My special thanks to Mr. Philip J. O'Keefe for helping the average collector in making an informed decision.









Hawthorne Fire house 1913.





Fire Company 51






In 1929, 52 men occupied jobs as firemen. They were under the command of Chief Fire Marshal F.C. Haan.
His headquarters were situated at 5303 West 25th street. They had one truck and four Engine companies.
Cicero was proud of their Police and firemen.






The massive Western Electric company in Hawthorne. Originated in 1869 Cleveland, It later moved to Chicago and set up this plant in Cicero employing over 32,000 workers making telephones, switchboards and cables.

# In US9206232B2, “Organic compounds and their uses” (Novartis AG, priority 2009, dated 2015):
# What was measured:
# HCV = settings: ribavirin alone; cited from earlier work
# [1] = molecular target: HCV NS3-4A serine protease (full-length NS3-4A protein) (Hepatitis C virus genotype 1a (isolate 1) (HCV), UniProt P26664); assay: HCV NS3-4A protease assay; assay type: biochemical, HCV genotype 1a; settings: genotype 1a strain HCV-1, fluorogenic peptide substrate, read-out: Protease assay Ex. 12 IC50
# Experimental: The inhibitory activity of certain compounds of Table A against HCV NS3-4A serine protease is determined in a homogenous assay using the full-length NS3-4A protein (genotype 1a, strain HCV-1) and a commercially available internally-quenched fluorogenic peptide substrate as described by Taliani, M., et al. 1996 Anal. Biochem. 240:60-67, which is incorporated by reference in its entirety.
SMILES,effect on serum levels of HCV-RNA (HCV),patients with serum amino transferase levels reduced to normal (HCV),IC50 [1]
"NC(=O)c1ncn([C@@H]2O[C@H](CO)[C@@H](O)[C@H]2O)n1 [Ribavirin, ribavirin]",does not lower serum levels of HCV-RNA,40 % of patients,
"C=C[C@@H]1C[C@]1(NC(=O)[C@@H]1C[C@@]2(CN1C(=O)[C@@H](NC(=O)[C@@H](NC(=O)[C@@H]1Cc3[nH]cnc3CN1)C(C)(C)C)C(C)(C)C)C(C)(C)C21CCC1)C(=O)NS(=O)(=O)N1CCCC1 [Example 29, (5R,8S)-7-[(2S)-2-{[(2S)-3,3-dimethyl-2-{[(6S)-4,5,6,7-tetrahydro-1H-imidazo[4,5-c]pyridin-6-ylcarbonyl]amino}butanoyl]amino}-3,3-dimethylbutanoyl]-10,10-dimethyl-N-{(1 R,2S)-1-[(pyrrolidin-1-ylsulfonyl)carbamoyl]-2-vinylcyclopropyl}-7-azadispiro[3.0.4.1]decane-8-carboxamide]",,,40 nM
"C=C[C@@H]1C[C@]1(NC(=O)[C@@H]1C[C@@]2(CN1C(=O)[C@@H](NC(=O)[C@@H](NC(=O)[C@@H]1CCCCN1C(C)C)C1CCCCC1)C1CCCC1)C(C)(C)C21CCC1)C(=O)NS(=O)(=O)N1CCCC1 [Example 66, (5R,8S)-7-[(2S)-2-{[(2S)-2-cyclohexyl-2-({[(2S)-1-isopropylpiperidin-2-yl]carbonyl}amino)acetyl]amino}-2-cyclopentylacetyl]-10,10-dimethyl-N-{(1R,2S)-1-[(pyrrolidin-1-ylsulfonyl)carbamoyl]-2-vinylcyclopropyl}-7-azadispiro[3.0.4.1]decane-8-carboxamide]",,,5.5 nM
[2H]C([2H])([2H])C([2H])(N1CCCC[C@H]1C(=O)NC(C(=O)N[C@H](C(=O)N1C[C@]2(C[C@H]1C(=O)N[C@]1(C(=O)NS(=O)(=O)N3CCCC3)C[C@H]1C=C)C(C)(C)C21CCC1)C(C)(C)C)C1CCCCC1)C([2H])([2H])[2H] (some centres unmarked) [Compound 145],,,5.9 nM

22nd street at night.








The Pinkert State bank. This bank figured prominently in the Capone's(Ralph and Al's) tax case.
Up to five accounts were found here connected to the Capone gang in funneling money.
Several Pinkert employees were at Capone's trial to testify for the prosecution.
(Mario Gomes Collection)






Cicero Circa 1920's



Some notable Cicero mishappenings

April 1,1924, Salvatore "Frank" Capone is shot and killed by officers seeking gangsters throwing around muscle to sway voters during elections in Cicero.